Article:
We are informed through narration about the smallest country in the world, the Duchy of Grand Fenwick, the only English-speaking country on the European continent. Ruled by the popular Duchess Gloriana XII (Peter Sellers), a descendent of the founder of the country, the main source of money is the export of a particular wine to the U.S. We are introduced to Count Rupert Mountjoy (Peter Seller), the country’s Prime Minister and to Tully Bascome (Peter Sellers) leading the country’s Army through drills with a bow and arrow. The narrator acknowledges the resemblance making reference to the fact that the founding father of Fenwick was truly the father of his country.

But the country is about to go bankrupt when a California winery markets a similar tasting and similarly named wine of their own. The country’s protests to the U.S. have gone ignored. Facing insolvency, the country’s Prime Minister, Count Rupert Mountjoy, has a rather desperate sounding plan, declare war on the United States, then recognized as the most powerful nation on earth.

The Duchess Gloriana (Peter Sellers) watches as Prime Minister Rupert Mountjoy (Peter Sellers)
announces his idea to save the Duchy of Grand Fenwick by declaring war on the United States. 

While Mountjoy doesn’t mention it, his idea is based on how the U.S. treated Japan after World War II. He figures that as soon as the U.S. defeats the Duchy, they will pour money into the country. With the support of opposition leader Benter (Leo McKern) and the Duchess, Mountjoy sends a declaration of war to the U.S., but once again it is ignored.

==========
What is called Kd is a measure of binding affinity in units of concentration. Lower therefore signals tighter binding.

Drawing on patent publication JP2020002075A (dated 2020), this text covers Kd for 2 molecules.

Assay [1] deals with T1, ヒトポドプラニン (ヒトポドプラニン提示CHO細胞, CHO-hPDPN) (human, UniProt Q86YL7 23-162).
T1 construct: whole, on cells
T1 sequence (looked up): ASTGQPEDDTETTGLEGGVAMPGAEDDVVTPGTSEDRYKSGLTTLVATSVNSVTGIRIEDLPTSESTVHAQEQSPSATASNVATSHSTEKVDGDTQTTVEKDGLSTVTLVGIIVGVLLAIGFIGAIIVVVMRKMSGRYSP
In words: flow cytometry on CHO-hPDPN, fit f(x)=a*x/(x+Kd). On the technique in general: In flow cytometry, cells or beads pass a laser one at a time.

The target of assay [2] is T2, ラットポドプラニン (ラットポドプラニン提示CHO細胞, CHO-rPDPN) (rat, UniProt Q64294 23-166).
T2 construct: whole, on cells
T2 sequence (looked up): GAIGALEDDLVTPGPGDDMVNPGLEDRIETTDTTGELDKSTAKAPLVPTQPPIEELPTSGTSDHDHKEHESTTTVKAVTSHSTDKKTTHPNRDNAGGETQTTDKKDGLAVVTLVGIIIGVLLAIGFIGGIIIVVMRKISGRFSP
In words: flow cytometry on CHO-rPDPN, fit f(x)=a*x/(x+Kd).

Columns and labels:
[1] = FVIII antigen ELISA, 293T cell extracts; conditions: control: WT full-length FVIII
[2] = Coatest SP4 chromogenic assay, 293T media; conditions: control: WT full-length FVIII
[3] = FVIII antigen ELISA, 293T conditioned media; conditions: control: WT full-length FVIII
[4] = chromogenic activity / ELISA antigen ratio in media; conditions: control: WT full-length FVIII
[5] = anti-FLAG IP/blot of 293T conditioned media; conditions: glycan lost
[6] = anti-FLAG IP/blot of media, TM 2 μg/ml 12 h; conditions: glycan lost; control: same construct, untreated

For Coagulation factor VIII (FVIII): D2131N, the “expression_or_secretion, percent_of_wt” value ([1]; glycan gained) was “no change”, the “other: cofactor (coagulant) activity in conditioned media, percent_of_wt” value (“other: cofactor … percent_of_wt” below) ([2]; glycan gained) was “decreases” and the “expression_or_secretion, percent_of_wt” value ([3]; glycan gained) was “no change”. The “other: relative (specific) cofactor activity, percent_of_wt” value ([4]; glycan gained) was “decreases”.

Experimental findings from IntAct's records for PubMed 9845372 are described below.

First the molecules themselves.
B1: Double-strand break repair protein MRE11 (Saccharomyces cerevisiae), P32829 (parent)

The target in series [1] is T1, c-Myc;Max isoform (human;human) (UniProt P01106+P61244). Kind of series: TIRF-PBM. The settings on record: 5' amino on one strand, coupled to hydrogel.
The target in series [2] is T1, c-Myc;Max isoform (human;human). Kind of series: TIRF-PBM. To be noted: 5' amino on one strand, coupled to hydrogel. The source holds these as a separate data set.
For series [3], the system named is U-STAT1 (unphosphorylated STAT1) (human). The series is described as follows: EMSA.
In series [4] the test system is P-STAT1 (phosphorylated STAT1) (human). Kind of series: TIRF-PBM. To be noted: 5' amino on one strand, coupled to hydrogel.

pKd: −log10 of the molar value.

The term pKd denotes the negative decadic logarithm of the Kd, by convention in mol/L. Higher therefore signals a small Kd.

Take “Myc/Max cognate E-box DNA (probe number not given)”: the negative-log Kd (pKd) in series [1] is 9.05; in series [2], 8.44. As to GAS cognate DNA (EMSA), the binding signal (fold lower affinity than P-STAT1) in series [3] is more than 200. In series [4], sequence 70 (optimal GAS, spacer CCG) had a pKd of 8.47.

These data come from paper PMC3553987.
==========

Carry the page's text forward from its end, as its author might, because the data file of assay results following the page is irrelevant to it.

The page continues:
Tully Bascome (Peter Sellers) reluctantly accepts his appointment to lead the Army.

He then appoints Tully Bascome, the country’s forest ranger as well as field marshal, to lead 20 volunteers from the country’s army, which still utilizes the long bow as its primary weapon to invade. Tully is not thrilled by the appointment, rather wanting to stay behind in the forest. But with the help of Sergeant Will Buckley (William Hartnell), who had real experience in the British Army, Tully manages to recruit twenty reluctant soldiers and they board a dilapidated freighter in Marseilles bound for New York City.

Tully drills his troops aboard the ship on the way to invade New York City.

When they land in the harbor and dressed in the chain mail, the troops invade, but find the city deserted due to a city-wide air raid drill. Unopposed, the troops move through the city. Tully picks up a paper and reads about the drill, which was called as a reaction to the impending development by Dr. Alfred Kokintz (David Kossoff) of the most deadly weapon known to man, the Q bomb.